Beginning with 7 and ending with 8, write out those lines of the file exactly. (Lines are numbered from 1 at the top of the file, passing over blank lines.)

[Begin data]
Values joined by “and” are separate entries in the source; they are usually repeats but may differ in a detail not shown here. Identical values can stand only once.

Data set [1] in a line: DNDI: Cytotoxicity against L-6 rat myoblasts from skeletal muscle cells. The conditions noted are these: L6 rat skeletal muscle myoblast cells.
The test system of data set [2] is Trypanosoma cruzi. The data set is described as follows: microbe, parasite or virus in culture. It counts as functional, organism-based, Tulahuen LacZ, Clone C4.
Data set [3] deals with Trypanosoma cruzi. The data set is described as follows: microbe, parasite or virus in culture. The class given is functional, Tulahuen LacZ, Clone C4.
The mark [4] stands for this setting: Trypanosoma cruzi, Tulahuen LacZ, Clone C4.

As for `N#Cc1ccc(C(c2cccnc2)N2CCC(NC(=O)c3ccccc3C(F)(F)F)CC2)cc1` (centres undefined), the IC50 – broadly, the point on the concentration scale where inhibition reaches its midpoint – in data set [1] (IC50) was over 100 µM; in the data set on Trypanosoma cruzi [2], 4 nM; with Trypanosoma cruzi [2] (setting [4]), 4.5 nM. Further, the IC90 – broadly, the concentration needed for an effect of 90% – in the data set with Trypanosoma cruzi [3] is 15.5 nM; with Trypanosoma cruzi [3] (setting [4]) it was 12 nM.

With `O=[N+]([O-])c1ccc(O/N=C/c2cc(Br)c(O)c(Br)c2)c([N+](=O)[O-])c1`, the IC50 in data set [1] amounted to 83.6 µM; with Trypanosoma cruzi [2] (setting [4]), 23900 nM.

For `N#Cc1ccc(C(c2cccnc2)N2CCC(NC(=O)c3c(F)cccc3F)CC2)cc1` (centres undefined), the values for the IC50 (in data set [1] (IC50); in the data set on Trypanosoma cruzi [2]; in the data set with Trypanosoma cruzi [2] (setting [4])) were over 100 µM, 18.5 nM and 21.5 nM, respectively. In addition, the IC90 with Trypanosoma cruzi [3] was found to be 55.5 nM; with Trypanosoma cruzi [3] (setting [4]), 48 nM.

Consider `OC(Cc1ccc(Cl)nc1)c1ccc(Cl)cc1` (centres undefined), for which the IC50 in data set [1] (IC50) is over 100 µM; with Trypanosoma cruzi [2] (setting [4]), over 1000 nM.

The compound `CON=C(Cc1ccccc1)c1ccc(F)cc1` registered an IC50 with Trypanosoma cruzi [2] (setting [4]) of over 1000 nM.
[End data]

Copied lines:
With `O=[N+]([O-])c1ccc(O/N=C/c2cc(Br)c(O)c(Br)c2)c([N+](=O)[O-])c1`, the IC50 in data set [1] amounted to 83.6 µM; with Trypanosoma cruzi [2] (setting [4]), 23900 nM.

For `N#Cc1ccc(C(c2cccnc2)N2CCC(NC(=O)c3c(F)cccc3F)CC2)cc1` (centres undefined), the values for the IC50 (in data set [1] (IC50); in the data set on Trypanosoma cruzi [2]; in the data set with Trypanosoma cruzi [2] (setting [4])) were over 100 µM, 18.5 nM and 21.5 nM, respectively. In addition, the IC90 with Trypanosoma cruzi [3] was found to be 55.5 nM; with Trypanosoma cruzi [3] (setting [4]), 48 nM.